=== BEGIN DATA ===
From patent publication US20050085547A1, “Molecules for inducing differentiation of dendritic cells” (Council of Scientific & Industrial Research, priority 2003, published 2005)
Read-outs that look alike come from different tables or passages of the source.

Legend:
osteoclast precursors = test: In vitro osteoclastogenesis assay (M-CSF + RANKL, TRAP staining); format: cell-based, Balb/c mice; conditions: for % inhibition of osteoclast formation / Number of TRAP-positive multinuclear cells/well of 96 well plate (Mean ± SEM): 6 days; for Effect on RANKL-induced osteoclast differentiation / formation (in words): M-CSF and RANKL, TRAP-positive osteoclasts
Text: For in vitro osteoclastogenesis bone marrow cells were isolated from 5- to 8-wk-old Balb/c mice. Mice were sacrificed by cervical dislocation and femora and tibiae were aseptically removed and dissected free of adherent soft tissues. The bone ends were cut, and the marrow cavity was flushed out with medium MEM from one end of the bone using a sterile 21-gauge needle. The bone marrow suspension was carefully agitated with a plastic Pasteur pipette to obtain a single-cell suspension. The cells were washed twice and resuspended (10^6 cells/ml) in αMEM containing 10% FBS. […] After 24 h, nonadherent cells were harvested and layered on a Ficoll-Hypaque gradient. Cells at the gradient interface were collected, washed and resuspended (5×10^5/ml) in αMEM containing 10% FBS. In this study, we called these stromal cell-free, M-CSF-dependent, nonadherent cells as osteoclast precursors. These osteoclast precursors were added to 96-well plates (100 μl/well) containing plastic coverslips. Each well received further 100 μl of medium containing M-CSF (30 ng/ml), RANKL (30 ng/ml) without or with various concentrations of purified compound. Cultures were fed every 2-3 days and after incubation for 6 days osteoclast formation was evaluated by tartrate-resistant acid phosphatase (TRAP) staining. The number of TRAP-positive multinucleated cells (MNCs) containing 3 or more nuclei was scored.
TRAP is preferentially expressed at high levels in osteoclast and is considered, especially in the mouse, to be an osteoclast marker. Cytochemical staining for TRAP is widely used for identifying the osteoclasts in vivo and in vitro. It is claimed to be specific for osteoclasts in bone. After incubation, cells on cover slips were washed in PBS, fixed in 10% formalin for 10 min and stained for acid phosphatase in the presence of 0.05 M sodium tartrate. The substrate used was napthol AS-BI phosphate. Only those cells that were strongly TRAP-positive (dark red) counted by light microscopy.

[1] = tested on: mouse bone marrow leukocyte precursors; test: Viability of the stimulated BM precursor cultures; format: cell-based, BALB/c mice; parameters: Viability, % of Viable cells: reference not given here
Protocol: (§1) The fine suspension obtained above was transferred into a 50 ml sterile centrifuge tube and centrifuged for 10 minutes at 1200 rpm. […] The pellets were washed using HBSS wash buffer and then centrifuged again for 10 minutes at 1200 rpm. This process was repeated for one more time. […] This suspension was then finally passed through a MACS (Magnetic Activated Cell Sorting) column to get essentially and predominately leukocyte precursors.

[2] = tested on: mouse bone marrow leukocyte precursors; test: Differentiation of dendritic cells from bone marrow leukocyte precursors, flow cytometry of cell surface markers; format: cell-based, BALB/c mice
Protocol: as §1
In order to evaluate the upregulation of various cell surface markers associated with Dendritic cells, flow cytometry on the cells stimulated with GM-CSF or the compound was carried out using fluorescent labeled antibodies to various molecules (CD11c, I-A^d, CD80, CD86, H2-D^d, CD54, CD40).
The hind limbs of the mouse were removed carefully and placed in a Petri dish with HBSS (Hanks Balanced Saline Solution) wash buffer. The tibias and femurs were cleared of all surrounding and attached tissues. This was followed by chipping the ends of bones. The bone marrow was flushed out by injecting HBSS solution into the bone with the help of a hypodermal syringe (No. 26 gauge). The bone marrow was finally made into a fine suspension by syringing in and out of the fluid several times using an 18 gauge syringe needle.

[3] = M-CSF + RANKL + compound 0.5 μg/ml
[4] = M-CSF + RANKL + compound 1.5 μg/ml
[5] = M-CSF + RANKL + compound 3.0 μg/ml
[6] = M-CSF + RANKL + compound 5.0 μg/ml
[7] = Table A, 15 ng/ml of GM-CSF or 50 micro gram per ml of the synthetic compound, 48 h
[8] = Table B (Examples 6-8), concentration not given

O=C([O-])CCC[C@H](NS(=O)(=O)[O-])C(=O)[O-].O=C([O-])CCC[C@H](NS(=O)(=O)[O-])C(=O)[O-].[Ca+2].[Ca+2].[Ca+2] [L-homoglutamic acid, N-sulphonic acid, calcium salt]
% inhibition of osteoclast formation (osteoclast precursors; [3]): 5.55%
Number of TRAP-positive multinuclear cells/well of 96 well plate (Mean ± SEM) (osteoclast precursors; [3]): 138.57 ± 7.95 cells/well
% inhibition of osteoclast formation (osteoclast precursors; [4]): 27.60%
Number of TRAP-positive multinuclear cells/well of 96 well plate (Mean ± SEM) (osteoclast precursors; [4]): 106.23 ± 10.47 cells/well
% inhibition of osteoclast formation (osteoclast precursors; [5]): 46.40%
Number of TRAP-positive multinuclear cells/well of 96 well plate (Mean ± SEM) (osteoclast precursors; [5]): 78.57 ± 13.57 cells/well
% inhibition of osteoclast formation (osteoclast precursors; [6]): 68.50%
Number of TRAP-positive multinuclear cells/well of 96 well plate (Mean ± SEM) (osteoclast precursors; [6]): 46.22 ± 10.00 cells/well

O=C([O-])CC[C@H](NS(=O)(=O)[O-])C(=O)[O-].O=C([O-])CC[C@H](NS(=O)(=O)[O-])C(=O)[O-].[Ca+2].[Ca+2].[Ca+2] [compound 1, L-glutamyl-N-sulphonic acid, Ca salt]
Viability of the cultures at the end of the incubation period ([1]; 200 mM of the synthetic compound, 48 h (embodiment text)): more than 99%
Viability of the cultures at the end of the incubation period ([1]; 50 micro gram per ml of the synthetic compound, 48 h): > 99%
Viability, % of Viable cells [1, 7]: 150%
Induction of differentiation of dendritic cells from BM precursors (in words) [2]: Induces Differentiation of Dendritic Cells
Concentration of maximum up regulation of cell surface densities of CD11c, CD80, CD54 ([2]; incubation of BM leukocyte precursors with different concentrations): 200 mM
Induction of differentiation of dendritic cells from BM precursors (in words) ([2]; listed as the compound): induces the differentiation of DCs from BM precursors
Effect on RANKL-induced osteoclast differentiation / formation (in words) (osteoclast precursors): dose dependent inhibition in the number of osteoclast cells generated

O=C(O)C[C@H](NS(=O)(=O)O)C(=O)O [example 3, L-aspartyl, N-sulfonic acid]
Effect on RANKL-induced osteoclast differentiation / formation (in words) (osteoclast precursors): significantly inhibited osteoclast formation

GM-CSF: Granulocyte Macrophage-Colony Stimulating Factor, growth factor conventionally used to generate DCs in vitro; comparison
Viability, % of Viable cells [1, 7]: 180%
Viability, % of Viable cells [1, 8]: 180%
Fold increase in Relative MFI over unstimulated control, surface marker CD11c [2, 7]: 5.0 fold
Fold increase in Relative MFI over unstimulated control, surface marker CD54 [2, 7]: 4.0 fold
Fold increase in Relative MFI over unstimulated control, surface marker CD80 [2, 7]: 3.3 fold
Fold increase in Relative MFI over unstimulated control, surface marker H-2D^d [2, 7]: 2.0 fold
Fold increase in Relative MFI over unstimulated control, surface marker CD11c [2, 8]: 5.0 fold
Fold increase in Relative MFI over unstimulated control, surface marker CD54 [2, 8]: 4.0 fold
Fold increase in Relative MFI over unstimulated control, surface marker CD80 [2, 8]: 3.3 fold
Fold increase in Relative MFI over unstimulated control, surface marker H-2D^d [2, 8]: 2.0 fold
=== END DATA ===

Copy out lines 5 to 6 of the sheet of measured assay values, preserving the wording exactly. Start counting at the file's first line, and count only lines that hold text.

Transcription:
Text: For in vitro osteoclastogenesis bone marrow cells were isolated from 5- to 8-wk-old Balb/c mice. Mice were sacrificed by cervical dislocation and femora and tibiae were aseptically removed and dissected free of adherent soft tissues. The bone ends were cut, and the marrow cavity was flushed out with medium MEM from one end of the bone using a sterile 21-gauge needle. The bone marrow suspension was carefully agitated with a plastic Pasteur pipette to obtain a single-cell suspension. The cells were washed twice and resuspended (10^6 cells/ml) in αMEM containing 10% FBS. […] After 24 h, nonadherent cells were harvested and layered on a Ficoll-Hypaque gradient. Cells at the gradient interface were collected, washed and resuspended (5×10^5/ml) in αMEM containing 10% FBS. In this study, we called these stromal cell-free, M-CSF-dependent, nonadherent cells as osteoclast precursors. These osteoclast precursors were added to 96-well plates (100 μl/well) containing plastic coverslips. Each well received further 100 μl of medium containing M-CSF (30 ng/ml), RANKL (30 ng/ml) without or with various concentrations of purified compound. Cultures were fed every 2-3 days and after incubation for 6 days osteoclast formation was evaluated by tartrate-resistant acid phosphatase (TRAP) staining. The number of TRAP-positive multinucleated cells (MNCs) containing 3 or more nuclei was scored.
TRAP is preferentially expressed at high levels in osteoclast and is considered, especially in the mouse, to be an osteoclast marker. Cytochemical staining for TRAP is widely used for identifying the osteoclasts in vivo and in vitro. It is claimed to be specific for osteoclasts in bone. After incubation, cells on cover slips were washed in PBS, fixed in 10% formalin for 10 min and stained for acid phosphatase in the presence of 0.05 M sodium tartrate. The substrate used was napthol AS-BI phosphate. Only those cells that were strongly TRAP-positive (dark red) counted by light microscopy.